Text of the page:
Editorial Reviews. Review. “Winner of the Best Book Prize of the NECLA” ” Arturo Escobar has given us an important and exciting take on issues of Third. Arturo Escobar, Encountering Development: The Making and Unmaking of the Third. World, (). Available at Carleton University Library. Arturo Escobar, Encountering Development: The Making and Post- development theory and the question of alternatives: a view from Africa.

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Encountering Development: The Making and Unmaking of the Third World by Arturo Escobar

Return to Book Page. Preview — Encountering Development by Arturo Escobar. How did the postwar discourse on development actually create the so-called Third World? And what will happen when development ideology collapses?

To answer these questions, Arturo Escobar shows how development policies became mechanisms of control that were just as pervasive and effective encountwring their colonial counterparts. The development apparatus generated categories powerful enough to shape the thinking even of its occasional critics while poverty and hunger became widespread.

Here Escobar deploys these new techniques in a provocative analysis of development discourse and practice in general, concluding with a discussion of alternative visions for a postdevelopment era. Escobar emphasizes the role of economists in development discourse–his case study of Colombia demonstrates that the economization of food resulted in ambitious plans, and more hunger. To depict the production of knowledge and power in other development fields, the author shows how peasants, women, and nature became objects of knowledge and targets of power under the “gaze of experts.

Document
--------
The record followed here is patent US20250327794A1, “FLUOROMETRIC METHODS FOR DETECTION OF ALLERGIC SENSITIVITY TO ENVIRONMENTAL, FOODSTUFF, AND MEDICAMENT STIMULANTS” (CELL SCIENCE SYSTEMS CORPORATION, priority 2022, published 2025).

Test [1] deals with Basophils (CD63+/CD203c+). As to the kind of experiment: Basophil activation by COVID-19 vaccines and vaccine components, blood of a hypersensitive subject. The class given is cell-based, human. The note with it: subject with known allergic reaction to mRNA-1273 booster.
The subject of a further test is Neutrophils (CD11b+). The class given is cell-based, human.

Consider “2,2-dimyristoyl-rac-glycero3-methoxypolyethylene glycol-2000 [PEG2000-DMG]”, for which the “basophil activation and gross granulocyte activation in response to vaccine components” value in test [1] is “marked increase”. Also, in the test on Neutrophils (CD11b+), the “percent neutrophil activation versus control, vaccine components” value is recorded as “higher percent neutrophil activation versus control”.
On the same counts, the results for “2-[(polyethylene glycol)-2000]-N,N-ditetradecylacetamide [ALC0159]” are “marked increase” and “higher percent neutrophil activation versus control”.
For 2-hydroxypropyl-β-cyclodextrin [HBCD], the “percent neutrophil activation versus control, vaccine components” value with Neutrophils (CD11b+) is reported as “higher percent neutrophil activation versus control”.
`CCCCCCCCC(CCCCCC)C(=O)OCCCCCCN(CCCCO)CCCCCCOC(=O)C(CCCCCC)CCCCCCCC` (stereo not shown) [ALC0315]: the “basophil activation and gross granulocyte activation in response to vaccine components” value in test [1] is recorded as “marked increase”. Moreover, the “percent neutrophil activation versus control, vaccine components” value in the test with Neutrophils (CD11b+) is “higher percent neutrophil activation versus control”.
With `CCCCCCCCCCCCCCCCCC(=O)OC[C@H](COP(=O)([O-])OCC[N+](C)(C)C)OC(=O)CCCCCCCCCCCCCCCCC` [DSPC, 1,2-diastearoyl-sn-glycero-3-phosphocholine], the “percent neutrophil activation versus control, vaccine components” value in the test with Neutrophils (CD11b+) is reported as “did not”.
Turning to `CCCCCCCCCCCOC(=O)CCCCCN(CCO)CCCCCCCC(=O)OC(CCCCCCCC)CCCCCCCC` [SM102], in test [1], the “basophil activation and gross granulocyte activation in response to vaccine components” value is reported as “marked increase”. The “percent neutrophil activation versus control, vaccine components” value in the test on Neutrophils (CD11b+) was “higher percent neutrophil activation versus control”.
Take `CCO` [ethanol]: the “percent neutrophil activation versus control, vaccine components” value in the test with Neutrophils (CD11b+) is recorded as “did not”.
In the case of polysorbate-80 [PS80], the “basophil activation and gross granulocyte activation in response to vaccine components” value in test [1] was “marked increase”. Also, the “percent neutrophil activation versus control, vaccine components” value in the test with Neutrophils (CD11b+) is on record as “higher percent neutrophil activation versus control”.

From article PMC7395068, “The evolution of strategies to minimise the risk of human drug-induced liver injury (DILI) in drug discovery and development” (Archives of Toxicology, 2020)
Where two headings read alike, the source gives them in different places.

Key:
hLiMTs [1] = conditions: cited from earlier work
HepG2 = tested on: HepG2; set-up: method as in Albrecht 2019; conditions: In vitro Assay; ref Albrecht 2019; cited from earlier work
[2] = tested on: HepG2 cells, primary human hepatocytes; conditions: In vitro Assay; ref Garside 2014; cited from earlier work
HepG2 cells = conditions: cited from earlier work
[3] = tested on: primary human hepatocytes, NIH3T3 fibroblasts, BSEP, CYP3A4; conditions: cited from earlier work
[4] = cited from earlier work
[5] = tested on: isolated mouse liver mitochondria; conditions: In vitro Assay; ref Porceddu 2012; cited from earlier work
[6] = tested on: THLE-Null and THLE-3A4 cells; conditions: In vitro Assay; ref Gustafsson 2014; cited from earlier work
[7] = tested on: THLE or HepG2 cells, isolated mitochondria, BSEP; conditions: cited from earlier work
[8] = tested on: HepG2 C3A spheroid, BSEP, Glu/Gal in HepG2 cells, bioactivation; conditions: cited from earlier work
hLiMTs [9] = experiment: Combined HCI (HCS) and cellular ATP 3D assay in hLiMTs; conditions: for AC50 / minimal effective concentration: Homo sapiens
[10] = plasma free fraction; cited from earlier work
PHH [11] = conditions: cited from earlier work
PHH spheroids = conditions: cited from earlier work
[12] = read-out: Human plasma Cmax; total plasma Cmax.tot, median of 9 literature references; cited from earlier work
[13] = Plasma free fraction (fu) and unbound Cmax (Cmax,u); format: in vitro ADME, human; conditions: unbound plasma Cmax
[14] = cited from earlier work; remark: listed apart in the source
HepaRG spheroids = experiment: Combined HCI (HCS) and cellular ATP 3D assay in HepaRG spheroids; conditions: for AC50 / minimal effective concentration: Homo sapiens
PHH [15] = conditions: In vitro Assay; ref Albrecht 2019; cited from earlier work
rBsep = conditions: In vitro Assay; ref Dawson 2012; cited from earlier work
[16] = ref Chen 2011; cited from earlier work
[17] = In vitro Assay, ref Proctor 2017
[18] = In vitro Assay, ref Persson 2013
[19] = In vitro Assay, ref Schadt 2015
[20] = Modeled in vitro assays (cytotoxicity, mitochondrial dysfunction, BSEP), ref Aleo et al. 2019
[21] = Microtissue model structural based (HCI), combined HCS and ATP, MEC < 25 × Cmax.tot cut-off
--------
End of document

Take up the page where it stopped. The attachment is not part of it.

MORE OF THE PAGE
Paperbackpages. To see what your friends thought of this book, please sign up. To ask other readers questions about Encountering Developmentplease raturo up. Be the first to ask a question about Encountering Development.

Lists with This Book. Sep 12, Rachel rated it liked it Shelves: Dear Development World, Here are all the things I hate: Jan 23, Kirk rated it liked it. I really enjoyed his arguments, but I found his writing incredibly difficult. Style aside, he shows just how pervasive the power relationships in development work really are.

It calls the whole project into question. Sadly, upon explaining the problem, he doesn’t have much in the way of a solution. That may make sense, though: Mar 27, Daniel Clausen rated it really liked it Shelves: His research calls arturl question development as encounrering institution, as an ordering system, and as a tool of capitalism and western hegemony.

Instead of an objective science, Escobar–building on the traditions of Edward Said, Michel Foucault, and James Ferguson–argues that instead we should think of development as a powerful discourse of power and control. In this way, Escobar is also artturo on the tradition of questioning the strategic alliances of knowledge and power.